Monday, October 11, 2021

Power of Three by Diana Wynne Jones #1976Club

Title: Power of Three
Author: Diana Wynne Jones (1934-2011)
Publication: Greenwillow, hardcover, 2003 (originally published in 1976)
Genre: Juvenile fantasy
This review is for the #1976Club, hosted by StuckinaBook and Kaggsy’s Bookish Ramblings, in which bloggers are invited to read and review books that were published that year.

Description: A generation ago, Adara’s brother killed a defenseless Dorig for his intricate gold collar, unleashing a terrible curse. Adara married the leader of Garholt, and her three children grow up, each with a supernatural gift: Ayna has the gift of sight (assuming the right question is asked), Ceri can find things, while Gair, the middle child/Jan Brady of the family, believes he has no Gift at all and spends a lot of time staring moodily at the nearby Moor. Gair is fascinated by a giant he sometimes sees out on the Moor who also has a troubled relationship with his father. Gair learns from Gerald and Brenda, another giant, the Moor is going to be flooded to provide drinking water. Gair realizes this will flood the underground homes of his people. 

Although the three siblings don’t know of their uncle’s cowardly act, they realize ill fortune has affected their people and when the Otmounders are attacked by the shape-changing Dorig, they realize they must work with the Dorigs and the Giants to prevent the Moor from destroying their home while finding a solution that meets the others’ needs. The curse cannot be broken until the Old Power, the Middle Power, and the New Power can be overcome by our protagonists.

My Impression: I own most of DWJ’s books so was surprised to find this was not one of them. I know I read it when it came out and I seem to recall my mother reading it aloud to my younger siblings; however, I really had no recollection of it at all. I found the beginning a little slow, as it was mostly set-up for the younger characters to take center stage but once I got into it, I found it as absorbing as any of her books. I am always struck by how real her children seem – both their dialogue and their internal thoughts – and here there are eight distinctive youthful characters. As in Archer’s Goon, which I recall as being one of her masterpieces, there is a moment when the reader says, “Oh, of course, now I see what is happening,” as this skilled storyteller weaves all her threads together.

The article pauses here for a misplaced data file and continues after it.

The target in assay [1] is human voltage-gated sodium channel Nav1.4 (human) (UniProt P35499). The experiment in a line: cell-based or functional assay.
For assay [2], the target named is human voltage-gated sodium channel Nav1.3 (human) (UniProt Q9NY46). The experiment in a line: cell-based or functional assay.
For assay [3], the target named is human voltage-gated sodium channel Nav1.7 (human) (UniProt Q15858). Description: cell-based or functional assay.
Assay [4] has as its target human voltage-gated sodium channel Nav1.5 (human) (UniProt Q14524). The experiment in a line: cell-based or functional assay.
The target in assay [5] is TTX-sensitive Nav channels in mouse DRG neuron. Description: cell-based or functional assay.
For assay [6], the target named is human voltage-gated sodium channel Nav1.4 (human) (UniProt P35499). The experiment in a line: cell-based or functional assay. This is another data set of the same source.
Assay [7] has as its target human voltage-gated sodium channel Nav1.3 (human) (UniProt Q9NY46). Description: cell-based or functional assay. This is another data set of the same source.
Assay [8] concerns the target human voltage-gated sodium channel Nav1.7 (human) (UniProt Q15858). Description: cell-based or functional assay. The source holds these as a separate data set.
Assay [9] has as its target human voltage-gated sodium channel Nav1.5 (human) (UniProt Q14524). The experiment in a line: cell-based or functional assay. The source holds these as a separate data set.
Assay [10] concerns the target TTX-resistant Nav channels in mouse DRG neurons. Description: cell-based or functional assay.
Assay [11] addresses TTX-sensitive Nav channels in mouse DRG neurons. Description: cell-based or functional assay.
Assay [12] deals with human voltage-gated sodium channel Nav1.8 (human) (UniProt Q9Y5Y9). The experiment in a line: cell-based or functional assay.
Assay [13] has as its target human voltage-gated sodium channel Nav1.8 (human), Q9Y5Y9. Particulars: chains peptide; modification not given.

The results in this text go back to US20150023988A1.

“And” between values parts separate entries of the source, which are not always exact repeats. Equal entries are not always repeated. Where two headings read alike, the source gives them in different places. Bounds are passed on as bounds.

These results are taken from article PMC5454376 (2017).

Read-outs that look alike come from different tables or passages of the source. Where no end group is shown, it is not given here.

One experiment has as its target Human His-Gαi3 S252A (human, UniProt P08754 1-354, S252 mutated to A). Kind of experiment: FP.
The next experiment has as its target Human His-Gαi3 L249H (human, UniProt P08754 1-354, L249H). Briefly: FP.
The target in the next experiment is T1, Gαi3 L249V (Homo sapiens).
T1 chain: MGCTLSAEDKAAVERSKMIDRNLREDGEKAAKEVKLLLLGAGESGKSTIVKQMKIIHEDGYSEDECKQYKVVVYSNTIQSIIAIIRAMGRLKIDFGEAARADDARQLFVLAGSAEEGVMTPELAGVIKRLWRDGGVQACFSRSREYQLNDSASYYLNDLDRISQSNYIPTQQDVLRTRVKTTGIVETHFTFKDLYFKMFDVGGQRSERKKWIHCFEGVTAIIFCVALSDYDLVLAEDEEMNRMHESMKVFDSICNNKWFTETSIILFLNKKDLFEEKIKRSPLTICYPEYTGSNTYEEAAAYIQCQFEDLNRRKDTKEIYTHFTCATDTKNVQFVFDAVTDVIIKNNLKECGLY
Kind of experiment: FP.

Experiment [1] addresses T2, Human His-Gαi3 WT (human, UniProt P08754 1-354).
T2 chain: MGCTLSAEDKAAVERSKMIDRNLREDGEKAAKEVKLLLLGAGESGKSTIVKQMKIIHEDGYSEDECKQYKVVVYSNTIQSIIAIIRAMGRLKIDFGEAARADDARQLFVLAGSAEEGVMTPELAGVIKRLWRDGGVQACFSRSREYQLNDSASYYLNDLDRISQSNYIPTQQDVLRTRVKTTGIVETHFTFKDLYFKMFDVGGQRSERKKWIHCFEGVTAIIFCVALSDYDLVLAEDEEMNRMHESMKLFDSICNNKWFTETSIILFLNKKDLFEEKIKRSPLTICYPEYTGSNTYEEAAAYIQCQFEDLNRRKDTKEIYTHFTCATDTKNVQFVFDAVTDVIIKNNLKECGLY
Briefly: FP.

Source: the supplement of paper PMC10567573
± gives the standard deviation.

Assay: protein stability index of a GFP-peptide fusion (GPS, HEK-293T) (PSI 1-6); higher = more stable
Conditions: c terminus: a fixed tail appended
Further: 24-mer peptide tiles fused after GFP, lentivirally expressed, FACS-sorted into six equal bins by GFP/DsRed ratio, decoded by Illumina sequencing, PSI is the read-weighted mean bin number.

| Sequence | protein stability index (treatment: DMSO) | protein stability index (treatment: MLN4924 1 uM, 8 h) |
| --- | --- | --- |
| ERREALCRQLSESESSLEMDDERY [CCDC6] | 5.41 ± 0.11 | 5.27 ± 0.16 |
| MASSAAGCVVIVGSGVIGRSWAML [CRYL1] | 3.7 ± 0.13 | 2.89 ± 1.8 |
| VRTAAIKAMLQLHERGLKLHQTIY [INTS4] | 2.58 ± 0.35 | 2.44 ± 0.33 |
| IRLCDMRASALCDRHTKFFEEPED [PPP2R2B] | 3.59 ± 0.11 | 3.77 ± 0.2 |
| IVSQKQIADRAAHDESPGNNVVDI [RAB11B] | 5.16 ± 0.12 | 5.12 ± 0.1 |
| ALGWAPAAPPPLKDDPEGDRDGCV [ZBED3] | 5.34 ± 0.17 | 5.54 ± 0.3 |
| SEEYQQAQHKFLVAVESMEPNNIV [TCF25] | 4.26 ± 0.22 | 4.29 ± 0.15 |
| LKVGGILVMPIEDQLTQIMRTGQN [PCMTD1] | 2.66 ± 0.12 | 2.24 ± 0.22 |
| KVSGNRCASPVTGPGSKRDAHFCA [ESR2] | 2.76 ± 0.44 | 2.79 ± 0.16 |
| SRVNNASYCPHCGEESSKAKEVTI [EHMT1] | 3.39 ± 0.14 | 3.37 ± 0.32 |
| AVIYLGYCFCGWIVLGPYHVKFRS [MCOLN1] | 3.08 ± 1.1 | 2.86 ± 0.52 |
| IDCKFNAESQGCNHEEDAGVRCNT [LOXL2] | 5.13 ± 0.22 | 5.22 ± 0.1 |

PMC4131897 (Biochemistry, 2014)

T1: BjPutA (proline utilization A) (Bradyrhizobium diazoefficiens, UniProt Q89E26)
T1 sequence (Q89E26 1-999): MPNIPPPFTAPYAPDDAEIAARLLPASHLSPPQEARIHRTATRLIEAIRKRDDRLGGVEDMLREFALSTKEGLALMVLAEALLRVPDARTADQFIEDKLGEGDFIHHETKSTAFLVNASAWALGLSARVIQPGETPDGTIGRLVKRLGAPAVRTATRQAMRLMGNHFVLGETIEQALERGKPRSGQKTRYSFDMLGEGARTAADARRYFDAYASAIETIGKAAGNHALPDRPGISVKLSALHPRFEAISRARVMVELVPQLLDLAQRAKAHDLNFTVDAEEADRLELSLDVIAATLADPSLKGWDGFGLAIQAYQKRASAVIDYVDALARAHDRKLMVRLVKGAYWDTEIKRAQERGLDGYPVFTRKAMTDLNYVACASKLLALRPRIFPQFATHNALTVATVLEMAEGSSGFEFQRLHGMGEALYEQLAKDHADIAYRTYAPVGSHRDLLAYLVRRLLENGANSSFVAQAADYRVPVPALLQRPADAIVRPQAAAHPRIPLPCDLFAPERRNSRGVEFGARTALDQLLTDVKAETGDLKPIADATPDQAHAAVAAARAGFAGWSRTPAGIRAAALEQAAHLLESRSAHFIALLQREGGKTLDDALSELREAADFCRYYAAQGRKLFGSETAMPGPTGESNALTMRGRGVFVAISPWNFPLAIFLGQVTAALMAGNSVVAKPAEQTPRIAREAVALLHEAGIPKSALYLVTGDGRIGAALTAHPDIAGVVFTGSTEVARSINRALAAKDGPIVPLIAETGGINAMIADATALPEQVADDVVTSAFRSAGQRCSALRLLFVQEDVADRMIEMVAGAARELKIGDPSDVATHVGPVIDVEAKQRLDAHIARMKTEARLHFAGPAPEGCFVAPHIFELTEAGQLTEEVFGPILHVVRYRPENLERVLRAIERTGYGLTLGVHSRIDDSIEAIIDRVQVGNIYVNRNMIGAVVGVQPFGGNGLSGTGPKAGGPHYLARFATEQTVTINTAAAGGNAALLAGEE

“Have you noticed,” Gair said loudly, “that we’re all people really?” All the faces turned to him, surprised and wondering. Gerald’s, Ceri’s and Hafny’s as well as the girls’. “I mean,” Gair explained, “that we’re all far more like one another than – well, dogs or spiders.”

“I should hope so!” said Halla. But they all turned and looked at one another thoughtfully.

“I see what you mean,” said Gerald.
It turns out that Gair’s gift is the “sight unasked” and realizing he does indeed possess one gives him the confidence to think he can broker peace.
Doesn't this Puffin look more like
Sutcliff than Diana Wynne Jones?
As a teen reading this, I wasn’t aware of an ecological theme but I certainly recognized that the children were able to compromise and work out a solution satisfying to the different races/species involved where the adult leaders could not. While I don’t think Power of Three will overtake The Ogre Downstairs (the first DWJ I read) or the Christopher Chant series or Fire and Hemlock as favorites, this was a good read.

Are you a DWJ fan? If so, what is your favorite?

Source: Library


Lex @ Lexlingua said...

I've only ever read DWJ's Howl's Moving Castle (and watched the Ghibli version). Now you've made me want to pick up the rest of her book backlist too -- especially The Ogre Downstairs!

TracyK said...

I am familiar with this author's name but don't know much about her or her writing. Very nice review.

kaggsysbookishramblings said...

I'm a huge DWJ fan, but I actually think this might be one I haven't read. I love her writing - she's so much better than some modern popular authors....

LyzzyBee said...

I only came across this one last October (well, I bought it a year or so before of course) and enjoyed it The Ogre and Charmed Life are still my two favourites of hers but I do love her.

Simon T (StuckinaBook) said...

Glad you had the chance to read a favourite author! I haven't read any, but I suspect she might be less my thing.